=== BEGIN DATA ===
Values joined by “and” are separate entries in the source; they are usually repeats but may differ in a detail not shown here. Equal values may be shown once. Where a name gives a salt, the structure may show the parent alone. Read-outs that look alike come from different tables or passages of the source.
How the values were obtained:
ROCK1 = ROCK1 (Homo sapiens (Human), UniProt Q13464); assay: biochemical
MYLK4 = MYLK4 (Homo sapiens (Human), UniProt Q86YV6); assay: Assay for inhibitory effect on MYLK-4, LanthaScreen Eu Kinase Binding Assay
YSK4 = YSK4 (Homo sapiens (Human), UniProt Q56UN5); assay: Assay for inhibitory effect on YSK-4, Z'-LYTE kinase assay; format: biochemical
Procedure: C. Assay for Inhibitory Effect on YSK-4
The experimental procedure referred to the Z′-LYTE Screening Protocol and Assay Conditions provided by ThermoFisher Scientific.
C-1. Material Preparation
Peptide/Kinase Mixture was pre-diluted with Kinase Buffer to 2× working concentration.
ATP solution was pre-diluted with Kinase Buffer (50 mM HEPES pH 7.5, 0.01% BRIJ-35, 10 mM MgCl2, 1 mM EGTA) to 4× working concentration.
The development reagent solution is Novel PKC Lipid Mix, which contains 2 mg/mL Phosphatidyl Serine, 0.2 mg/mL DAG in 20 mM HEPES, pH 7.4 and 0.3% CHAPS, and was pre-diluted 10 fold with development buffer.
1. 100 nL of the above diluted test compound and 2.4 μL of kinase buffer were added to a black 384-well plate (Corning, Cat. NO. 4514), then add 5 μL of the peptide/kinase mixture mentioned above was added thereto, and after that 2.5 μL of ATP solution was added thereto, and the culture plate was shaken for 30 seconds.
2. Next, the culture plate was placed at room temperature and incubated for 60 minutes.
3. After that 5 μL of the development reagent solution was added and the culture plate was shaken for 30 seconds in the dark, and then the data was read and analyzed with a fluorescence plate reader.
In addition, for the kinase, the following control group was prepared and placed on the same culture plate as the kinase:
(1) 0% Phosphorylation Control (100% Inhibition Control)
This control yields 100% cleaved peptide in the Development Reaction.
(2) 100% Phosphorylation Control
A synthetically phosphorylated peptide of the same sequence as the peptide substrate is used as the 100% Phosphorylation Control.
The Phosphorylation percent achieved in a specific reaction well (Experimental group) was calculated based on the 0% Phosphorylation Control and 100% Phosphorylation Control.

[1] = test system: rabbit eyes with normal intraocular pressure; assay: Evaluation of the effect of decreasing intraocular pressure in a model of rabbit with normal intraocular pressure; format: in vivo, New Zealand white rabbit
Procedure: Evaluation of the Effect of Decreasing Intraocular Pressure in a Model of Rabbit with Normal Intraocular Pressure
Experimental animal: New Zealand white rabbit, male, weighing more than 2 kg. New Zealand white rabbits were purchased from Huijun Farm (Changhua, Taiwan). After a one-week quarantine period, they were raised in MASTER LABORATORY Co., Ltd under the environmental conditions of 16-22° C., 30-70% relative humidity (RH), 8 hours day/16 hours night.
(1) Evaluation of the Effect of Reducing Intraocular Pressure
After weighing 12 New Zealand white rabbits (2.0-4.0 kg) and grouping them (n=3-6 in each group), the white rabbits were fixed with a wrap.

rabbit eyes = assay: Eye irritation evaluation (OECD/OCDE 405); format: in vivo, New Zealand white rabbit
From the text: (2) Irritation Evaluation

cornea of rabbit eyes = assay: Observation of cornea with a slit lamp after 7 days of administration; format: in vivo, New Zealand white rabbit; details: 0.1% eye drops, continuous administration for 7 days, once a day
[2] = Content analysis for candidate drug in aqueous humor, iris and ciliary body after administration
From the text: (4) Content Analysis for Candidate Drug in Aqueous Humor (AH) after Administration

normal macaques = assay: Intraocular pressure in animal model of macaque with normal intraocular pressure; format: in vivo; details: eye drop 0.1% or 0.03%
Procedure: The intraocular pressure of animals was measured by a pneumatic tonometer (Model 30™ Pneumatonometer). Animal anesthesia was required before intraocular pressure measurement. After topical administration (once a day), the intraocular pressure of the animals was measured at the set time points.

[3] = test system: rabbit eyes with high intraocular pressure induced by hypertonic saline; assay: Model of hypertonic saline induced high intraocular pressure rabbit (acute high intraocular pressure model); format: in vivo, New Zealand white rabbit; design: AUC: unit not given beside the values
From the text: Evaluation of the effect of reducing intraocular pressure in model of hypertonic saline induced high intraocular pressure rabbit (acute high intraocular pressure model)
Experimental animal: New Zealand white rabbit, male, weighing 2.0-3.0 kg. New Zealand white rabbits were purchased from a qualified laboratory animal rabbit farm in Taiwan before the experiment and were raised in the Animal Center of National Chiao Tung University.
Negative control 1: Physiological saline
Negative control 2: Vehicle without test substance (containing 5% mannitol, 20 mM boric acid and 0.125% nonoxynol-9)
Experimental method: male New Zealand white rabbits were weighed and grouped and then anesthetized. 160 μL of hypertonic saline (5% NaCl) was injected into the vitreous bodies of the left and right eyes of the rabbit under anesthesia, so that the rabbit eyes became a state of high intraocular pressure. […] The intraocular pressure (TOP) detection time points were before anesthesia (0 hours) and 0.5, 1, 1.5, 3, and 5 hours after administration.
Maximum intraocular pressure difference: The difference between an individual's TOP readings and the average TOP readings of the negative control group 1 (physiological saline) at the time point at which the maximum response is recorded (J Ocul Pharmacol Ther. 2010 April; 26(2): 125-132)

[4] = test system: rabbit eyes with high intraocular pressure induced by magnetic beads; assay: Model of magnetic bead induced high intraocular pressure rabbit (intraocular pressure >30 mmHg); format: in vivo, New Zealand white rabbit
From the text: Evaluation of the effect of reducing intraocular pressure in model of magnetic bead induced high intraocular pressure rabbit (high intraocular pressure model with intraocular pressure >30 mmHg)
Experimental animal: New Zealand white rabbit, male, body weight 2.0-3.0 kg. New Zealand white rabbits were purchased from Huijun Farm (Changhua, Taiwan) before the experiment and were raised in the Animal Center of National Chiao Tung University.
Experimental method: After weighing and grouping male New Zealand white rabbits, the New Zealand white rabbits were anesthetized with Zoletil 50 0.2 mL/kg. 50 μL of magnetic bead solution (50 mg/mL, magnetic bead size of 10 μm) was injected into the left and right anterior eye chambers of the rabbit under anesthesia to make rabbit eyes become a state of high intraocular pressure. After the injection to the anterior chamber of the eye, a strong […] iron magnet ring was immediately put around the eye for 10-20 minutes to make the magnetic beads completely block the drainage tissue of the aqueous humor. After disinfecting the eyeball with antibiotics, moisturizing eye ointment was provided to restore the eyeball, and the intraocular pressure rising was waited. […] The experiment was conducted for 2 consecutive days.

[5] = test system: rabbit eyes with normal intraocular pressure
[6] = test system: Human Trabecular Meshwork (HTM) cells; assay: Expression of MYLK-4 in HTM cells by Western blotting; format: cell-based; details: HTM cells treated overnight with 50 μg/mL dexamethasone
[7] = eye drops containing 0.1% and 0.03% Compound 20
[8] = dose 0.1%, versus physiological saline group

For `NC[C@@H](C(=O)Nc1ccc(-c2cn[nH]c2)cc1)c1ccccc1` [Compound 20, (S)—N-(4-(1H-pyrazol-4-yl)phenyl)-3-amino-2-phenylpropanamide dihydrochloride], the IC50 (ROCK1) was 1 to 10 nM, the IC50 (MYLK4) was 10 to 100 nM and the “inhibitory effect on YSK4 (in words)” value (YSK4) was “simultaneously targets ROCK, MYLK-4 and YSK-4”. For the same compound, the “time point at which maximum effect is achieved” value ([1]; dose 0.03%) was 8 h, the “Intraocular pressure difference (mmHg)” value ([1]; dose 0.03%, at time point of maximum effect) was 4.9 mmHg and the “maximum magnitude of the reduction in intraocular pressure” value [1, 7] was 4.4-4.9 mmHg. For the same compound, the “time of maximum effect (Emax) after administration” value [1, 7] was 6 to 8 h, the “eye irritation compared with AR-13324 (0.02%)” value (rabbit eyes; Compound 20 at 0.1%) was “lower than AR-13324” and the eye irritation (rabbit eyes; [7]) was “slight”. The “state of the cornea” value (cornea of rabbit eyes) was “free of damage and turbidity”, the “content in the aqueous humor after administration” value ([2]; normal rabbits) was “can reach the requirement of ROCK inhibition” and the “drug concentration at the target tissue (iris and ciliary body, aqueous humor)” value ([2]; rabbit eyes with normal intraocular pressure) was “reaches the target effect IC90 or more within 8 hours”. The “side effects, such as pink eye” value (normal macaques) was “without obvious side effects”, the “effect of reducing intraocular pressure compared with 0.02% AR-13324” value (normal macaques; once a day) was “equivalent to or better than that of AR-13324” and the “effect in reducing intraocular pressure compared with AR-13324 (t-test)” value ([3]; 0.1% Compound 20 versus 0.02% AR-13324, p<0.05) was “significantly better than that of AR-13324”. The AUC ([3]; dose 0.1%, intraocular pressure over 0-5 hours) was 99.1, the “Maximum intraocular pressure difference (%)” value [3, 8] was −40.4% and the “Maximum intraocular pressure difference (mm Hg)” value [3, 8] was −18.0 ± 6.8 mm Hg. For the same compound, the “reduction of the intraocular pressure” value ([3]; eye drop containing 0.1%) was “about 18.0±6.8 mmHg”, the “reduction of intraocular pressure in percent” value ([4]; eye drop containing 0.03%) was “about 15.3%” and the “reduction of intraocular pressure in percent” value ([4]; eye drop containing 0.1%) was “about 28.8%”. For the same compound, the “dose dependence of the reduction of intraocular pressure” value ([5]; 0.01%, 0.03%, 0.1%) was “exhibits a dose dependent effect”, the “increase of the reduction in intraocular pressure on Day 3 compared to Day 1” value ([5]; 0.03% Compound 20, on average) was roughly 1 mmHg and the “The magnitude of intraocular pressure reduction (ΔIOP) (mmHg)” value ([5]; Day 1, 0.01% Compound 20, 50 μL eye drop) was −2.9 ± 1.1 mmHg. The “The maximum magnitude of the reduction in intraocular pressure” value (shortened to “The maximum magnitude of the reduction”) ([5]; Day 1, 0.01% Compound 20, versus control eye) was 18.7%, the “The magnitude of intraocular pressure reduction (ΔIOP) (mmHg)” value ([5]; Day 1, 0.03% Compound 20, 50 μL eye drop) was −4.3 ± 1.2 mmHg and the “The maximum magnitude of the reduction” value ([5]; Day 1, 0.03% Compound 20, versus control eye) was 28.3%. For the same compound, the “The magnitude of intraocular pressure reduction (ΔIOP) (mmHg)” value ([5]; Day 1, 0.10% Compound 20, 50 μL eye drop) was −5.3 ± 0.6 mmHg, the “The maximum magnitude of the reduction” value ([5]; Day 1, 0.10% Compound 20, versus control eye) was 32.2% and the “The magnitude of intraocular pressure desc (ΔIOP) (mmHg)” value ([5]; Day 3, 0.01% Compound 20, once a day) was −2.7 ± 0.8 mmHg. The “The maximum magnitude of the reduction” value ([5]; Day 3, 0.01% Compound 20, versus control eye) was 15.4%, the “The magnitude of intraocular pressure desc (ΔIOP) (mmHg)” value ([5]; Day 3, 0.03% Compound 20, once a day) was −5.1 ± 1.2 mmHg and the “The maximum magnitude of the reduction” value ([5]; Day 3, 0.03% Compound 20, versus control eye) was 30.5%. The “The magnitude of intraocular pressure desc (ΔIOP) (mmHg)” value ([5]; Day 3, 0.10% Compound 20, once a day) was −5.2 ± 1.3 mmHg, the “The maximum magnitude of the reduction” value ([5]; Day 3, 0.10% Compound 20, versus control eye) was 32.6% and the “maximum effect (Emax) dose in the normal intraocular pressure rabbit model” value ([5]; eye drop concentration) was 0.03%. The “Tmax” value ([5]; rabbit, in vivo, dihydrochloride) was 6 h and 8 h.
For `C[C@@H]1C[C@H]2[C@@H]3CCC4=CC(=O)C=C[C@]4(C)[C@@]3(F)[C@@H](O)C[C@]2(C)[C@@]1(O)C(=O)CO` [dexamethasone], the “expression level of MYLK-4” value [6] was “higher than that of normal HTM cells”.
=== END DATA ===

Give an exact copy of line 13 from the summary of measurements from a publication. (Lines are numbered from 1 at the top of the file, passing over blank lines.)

2. Next, the culture plate was placed at room temperature and incubated for 60 minutes.